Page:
Self harm is a word that means someone has very big difficult feelings that they cannot deal with, and the only way they can get these feelings under control is to harm their bodies. Sometimes this can be pulling hairs or scratching skin or punching a wall. If you find yourself hurting your body in anyway to deal with difficult feelings you might be self harming. Sometimes family and friends might be very worried if they find out that you are self harming. We can support you to find other ways to deal with these feelings and then you might not feel the need to hurt yourself.
Drinking alcohol and taking drugs
A lot of people use drugs and drink alcohol as a way to not feel or think about difficult things. But drinking alcohol and taking drugs will only feel ‘good’ for a little while and these feelings will come back. If you take drugs or drink alcohol often it will start to hurt your body, your wellbeing and your feelings will become more difficult. We can support you to find ways to deal with these difficult feelings so you don’t feel the need to drink and take drugs.
Disordered eating is a fancy way of saying that the way you eat has changed because of the way you are feeling. You might be eating more because food can feel nice and comforting when you are feeling low and you might gain weight. Or you are maybe feeling worried so you do not feel hungry so you might lose weight. Food can also give us the feeling of being in control, as we can decide what we put in our bodies. Controlling food too much can sometimes lead to health problems and we might need support from a doctor.
Thinking about Suicide
When things become too much it sometimes feels like it would be better not to feel at all and you might think about killing yourself. Most of the time when people think about killing themselves it is not that they want to die, but they want to stop feeling terrible and awful. There is always hope and ways of dealing with these big problems and feelings. We can help you feel safe again and see a positive future.
There is HOPE:
Although this may look like a very long and overwhelming list of possible effects it is important to remember that not everyone will experience all or even any of this list. And even if you have experienced every effect that you have just read, there is hope, you are not alone, we are here to listen, believe and support you when you are ready.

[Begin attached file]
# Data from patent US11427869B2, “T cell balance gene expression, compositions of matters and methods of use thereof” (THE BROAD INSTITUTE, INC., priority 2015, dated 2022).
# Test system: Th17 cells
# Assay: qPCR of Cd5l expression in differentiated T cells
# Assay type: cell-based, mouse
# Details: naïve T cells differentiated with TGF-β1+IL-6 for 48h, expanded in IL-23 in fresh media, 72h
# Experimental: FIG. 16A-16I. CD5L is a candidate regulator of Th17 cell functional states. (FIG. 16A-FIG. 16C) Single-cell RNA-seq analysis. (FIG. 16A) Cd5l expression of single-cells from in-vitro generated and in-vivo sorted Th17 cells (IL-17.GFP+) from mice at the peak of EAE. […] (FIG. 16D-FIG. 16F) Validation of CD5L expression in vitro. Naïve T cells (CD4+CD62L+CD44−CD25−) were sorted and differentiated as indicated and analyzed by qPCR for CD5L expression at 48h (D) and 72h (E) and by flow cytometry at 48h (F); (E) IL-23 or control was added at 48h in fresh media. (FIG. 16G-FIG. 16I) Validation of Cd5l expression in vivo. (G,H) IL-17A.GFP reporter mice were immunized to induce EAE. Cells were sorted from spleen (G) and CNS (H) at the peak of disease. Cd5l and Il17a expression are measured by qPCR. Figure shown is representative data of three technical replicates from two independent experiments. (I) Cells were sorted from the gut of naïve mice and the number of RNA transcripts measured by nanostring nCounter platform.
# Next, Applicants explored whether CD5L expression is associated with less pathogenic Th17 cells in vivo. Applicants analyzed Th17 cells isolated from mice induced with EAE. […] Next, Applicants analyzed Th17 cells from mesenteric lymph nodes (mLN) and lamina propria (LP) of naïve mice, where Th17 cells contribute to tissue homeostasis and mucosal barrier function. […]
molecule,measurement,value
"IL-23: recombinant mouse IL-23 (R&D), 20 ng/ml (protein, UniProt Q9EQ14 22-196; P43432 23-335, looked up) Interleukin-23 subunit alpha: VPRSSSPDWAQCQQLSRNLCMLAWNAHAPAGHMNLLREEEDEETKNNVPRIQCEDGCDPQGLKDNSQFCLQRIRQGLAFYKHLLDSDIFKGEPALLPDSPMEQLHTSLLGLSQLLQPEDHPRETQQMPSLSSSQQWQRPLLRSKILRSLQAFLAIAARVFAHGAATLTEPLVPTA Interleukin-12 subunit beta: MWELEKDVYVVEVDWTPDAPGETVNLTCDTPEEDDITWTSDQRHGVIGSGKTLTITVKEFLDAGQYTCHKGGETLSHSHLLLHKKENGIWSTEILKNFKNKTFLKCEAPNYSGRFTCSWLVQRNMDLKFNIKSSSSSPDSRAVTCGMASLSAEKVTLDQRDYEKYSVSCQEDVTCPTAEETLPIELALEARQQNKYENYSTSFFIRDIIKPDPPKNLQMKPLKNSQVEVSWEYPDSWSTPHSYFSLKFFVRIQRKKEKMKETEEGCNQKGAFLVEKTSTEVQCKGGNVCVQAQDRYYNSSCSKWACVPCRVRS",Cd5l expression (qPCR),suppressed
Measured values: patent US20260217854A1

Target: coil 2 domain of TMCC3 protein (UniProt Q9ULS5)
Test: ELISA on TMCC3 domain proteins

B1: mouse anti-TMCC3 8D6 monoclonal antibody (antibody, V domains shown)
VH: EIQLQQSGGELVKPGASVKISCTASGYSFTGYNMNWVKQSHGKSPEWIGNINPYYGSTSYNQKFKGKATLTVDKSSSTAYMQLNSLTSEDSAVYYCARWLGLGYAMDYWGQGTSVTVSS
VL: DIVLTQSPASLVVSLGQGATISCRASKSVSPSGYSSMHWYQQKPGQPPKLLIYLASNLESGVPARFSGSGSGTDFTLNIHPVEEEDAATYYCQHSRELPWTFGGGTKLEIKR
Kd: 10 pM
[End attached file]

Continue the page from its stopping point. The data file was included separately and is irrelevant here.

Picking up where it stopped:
There are many resources on this website you can explore when you are ready. You can also call/email us for support or information:
- Self Harm – Taking back control
- Anxiety – Taking Back Control
- Rape Crisis Scotland Video on ‘Freeze’
- Information on the types of support for young people at RASAC P&K
- Information on talking about Abuse
- Information about what sexual abuse is and what is consent
- Information for your family and friends who are supporting you
How to get Support
You deserve support. You are not alone, we are here for you, to listen, believe and support you the way you want.
- Call us on our Helpline to ask a question or if you would like a chat, or make a referral 01738 630965
- Email us to ask a question or if you would like to make a referral Support@rasacpk.org.uk
If you feel too worried about calling or emailing us, you can ask a friend or trusted adult to call or email us.
If you are looking to refer any young person (12+) or adult woman to RASAC for Support please ensure you fill in all relevant sections of our referral form and ensure that the individual you are referring signs the form. We aim to offer an initial appointment to the individual within two to three weeks.